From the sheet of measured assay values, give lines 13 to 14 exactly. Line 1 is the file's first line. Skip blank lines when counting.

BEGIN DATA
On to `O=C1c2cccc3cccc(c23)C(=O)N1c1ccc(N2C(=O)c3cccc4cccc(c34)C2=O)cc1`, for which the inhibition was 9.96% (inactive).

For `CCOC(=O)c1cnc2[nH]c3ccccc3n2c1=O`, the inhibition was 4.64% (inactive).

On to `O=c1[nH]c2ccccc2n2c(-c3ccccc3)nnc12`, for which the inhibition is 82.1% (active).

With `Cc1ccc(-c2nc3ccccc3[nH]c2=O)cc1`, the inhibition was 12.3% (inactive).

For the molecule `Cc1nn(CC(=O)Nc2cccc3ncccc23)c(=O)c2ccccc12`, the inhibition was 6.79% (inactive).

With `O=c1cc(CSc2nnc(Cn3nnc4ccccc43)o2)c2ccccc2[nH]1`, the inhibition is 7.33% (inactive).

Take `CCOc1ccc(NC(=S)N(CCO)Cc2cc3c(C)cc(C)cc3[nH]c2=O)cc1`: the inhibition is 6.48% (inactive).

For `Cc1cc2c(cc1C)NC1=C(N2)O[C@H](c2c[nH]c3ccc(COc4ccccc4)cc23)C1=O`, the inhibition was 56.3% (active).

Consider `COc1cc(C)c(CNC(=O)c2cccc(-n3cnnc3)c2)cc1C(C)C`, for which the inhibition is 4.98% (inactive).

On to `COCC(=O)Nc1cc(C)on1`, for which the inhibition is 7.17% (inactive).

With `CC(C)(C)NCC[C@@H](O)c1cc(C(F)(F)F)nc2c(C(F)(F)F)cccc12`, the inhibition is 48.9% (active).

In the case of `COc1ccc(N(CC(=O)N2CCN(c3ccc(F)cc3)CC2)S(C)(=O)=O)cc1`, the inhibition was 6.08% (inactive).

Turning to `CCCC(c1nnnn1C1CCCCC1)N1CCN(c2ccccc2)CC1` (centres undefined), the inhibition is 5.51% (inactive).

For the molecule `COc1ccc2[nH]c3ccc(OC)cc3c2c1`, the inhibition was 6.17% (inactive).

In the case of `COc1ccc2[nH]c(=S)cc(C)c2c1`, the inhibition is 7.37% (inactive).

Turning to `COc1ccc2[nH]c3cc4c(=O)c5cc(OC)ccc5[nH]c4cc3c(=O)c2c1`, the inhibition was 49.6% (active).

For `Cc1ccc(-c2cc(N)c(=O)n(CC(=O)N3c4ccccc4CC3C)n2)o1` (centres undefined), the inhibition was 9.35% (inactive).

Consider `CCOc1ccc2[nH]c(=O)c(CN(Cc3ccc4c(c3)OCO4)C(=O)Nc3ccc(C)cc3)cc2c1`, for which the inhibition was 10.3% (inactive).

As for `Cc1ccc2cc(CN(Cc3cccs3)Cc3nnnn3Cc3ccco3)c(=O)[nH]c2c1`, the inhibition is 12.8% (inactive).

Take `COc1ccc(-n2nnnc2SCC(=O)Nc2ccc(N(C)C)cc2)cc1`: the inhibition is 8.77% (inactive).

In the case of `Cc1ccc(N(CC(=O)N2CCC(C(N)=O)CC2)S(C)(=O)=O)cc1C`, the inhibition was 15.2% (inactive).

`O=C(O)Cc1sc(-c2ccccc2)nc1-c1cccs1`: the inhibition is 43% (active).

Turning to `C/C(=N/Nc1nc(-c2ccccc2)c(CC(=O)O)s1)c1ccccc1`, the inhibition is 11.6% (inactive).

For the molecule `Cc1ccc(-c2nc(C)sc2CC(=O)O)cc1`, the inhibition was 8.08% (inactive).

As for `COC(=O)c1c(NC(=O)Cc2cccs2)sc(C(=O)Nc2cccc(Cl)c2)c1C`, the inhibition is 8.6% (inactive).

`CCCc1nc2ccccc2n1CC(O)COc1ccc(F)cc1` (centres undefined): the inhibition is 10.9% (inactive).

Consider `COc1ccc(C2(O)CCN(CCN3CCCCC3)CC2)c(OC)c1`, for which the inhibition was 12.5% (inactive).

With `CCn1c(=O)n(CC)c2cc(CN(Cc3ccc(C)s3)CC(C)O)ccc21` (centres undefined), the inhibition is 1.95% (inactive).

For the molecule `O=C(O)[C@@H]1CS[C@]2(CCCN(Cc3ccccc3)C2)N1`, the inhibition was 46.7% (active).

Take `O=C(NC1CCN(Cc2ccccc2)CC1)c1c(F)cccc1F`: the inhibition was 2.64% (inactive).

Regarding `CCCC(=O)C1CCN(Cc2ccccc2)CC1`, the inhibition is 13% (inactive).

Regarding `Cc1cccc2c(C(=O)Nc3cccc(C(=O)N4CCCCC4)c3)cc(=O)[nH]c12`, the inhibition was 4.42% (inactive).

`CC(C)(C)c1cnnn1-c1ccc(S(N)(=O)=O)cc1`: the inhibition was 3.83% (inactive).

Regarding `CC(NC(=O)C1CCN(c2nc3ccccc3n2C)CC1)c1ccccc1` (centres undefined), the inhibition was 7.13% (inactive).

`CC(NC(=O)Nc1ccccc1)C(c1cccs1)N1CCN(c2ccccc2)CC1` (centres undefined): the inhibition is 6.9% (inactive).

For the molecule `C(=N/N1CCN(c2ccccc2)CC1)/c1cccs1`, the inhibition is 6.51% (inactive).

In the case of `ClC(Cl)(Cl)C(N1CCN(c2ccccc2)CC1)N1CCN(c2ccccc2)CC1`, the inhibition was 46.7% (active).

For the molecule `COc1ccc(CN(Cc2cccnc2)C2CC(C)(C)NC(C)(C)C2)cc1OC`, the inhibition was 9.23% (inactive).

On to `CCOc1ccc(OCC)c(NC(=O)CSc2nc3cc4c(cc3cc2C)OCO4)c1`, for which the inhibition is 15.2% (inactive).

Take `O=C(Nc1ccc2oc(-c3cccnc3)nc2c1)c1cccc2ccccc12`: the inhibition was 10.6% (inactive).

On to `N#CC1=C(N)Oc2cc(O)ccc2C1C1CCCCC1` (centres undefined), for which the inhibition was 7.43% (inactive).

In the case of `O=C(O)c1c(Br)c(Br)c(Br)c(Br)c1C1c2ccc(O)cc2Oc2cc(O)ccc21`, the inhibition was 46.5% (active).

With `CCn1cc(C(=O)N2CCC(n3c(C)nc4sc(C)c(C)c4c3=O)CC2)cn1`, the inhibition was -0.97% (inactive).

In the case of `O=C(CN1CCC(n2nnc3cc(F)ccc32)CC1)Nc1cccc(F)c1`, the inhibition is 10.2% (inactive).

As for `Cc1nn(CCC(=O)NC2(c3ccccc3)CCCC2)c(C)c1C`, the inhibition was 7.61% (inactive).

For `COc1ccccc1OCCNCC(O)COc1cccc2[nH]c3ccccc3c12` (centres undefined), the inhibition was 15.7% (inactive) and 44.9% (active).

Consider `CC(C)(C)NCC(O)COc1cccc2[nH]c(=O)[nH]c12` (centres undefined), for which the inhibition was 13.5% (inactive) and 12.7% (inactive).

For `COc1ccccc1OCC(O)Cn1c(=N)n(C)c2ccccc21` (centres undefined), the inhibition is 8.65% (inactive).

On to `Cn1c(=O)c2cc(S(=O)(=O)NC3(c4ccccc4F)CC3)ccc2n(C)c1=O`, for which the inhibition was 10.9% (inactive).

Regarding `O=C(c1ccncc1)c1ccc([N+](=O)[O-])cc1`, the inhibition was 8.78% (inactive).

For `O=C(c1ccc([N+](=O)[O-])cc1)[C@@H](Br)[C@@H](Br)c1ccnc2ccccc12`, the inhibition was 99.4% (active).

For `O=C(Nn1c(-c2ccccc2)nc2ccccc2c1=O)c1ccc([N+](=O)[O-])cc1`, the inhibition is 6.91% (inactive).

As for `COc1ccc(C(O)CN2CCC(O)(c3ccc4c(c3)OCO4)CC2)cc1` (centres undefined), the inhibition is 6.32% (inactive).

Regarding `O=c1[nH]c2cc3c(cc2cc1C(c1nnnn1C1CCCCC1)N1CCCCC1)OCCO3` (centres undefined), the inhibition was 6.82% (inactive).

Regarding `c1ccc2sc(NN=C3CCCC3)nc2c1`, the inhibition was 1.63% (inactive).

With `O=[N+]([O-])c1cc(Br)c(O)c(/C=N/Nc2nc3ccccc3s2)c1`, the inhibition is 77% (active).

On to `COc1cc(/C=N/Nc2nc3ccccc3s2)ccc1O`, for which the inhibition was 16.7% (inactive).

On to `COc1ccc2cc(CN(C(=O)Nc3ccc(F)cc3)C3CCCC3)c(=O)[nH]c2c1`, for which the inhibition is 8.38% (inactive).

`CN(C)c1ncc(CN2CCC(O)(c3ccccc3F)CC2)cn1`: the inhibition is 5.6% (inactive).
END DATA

Turning to `CCCC(c1nnnn1C1CCCCC1)N1CCN(c2ccccc2)CC1` (centres undefined), the inhibition is 5.51% (inactive).

For the molecule `COc1ccc2[nH]c3ccc(OC)cc3c2c1`, the inhibition was 6.17% (inactive).